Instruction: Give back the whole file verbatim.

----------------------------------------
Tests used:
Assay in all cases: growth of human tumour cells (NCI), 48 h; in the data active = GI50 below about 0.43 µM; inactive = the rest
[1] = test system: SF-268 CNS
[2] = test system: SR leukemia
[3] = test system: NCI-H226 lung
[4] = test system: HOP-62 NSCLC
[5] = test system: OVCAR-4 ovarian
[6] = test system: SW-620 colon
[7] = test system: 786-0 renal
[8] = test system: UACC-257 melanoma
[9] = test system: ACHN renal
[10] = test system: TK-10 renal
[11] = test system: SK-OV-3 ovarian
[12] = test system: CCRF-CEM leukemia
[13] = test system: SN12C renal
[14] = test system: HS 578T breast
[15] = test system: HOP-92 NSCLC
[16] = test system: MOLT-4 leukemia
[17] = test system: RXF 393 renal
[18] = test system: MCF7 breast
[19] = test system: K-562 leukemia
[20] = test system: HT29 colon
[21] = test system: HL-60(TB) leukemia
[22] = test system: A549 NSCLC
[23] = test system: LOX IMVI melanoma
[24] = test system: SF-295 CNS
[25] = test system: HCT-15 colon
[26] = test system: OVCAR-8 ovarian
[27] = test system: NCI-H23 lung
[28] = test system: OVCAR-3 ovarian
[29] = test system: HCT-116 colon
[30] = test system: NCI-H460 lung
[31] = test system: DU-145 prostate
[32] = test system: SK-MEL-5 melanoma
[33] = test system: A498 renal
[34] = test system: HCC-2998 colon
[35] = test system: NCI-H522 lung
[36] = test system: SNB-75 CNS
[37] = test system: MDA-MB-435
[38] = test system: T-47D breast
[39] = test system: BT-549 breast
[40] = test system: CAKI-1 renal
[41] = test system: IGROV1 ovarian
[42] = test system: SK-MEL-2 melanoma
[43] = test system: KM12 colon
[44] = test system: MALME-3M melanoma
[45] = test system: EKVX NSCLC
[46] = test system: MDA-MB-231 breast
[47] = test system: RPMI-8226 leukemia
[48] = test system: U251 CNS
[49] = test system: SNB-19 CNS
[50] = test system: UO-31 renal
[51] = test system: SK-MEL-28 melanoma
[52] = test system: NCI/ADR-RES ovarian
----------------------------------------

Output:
Tests used:
Assay in all cases: growth of human tumour cells (NCI), 48 h; in the data active = GI50 below about 0.43 µM; inactive = the rest
[1] = test system: SF-268 CNS
[2] = test system: SR leukemia
[3] = test system: NCI-H226 lung
[4] = test system: HOP-62 NSCLC
[5] = test system: OVCAR-4 ovarian
[6] = test system: SW-620 colon
[7] = test system: 786-0 renal
[8] = test system: UACC-257 melanoma
[9] = test system: ACHN renal
[10] = test system: TK-10 renal
[11] = test system: SK-OV-3 ovarian
[12] = test system: CCRF-CEM leukemia
[13] = test system: SN12C renal
[14] = test system: HS 578T breast
[15] = test system: HOP-92 NSCLC
[16] = test system: MOLT-4 leukemia
[17] = test system: RXF 393 renal
[18] = test system: MCF7 breast
[19] = test system: K-562 leukemia
[20] = test system: HT29 colon
[21] = test system: HL-60(TB) leukemia
[22] = test system: A549 NSCLC
[23] = test system: LOX IMVI melanoma
[24] = test system: SF-295 CNS
[25] = test system: HCT-15 colon
[26] = test system: OVCAR-8 ovarian
[27] = test system: NCI-H23 lung
[28] = test system: OVCAR-3 ovarian
[29] = test system: HCT-116 colon
[30] = test system: NCI-H460 lung
[31] = test system: DU-145 prostate
[32] = test system: SK-MEL-5 melanoma
[33] = test system: A498 renal
[34] = test system: HCC-2998 colon
[35] = test system: NCI-H522 lung
[36] = test system: SNB-75 CNS
[37] = test system: MDA-MB-435
[38] = test system: T-47D breast
[39] = test system: BT-549 breast
[40] = test system: CAKI-1 renal
[41] = test system: IGROV1 ovarian
[42] = test system: SK-MEL-2 melanoma
[43] = test system: KM12 colon
[44] = test system: MALME-3M melanoma
[45] = test system: EKVX NSCLC
[46] = test system: MDA-MB-231 breast
[47] = test system: RPMI-8226 leukemia
[48] = test system: U251 CNS
[49] = test system: SNB-19 CNS
[50] = test system: UO-31 renal
[51] = test system: SK-MEL-28 melanoma
[52] = test system: NCI/ADR-RES ovarian